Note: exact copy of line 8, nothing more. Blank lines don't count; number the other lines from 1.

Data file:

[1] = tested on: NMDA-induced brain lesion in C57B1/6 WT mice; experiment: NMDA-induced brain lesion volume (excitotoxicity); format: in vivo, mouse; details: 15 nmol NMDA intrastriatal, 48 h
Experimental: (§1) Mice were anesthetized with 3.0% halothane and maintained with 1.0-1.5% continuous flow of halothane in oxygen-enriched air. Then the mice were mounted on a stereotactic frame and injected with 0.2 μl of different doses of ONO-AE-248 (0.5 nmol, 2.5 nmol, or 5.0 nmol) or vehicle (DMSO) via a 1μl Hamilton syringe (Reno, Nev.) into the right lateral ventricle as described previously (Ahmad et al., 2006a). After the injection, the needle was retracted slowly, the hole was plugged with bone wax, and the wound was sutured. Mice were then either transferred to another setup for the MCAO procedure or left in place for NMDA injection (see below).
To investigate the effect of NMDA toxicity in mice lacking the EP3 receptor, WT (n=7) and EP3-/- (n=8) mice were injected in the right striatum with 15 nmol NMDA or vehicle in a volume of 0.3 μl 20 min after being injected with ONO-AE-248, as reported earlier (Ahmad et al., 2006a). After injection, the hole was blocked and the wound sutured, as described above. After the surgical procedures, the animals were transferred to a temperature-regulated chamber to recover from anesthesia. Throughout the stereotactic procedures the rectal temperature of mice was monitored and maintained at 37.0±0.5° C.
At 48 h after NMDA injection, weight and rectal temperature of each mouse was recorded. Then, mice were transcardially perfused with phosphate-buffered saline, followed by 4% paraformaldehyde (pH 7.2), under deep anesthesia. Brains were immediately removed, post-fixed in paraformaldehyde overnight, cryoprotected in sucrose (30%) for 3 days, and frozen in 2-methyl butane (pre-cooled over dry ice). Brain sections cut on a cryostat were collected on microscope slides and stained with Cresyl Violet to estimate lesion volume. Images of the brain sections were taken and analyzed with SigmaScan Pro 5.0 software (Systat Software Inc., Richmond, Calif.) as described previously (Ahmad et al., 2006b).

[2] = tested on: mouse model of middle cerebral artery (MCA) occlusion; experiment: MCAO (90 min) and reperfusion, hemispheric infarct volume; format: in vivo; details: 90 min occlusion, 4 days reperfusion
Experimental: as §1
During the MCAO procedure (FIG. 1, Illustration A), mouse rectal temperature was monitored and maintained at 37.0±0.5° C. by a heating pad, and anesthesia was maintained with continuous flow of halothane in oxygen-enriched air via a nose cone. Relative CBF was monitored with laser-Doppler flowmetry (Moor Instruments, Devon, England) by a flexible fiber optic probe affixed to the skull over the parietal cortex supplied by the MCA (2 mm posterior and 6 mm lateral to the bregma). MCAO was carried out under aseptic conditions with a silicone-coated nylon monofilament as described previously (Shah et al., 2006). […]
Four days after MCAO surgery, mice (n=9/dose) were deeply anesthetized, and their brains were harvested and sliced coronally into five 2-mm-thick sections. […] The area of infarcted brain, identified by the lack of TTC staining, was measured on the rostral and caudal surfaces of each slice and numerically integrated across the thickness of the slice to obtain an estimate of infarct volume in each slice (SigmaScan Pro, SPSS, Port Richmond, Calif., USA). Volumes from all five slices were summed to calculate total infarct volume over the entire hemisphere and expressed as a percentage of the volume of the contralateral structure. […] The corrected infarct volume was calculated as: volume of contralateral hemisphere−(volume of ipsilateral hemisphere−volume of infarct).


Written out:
Four days after MCAO surgery, mice (n=9/dose) were deeply anesthetized, and their brains were harvested and sliced coronally into five 2-mm-thick sections. […] The area of infarcted brain, identified by the lack of TTC staining, was measured on the rostral and caudal surfaces of each slice and numerically integrated across the thickness of the slice to obtain an estimate of infarct volume in each slice (SigmaScan Pro, SPSS, Port Richmond, Calif., USA). Volumes from all five slices were summed to calculate total infarct volume over the entire hemisphere and expressed as a percentage of the volume of the contralateral structure. […] The corrected infarct volume was calculated as: volume of contralateral hemisphere−(volume of ipsilateral hemisphere−volume of infarct).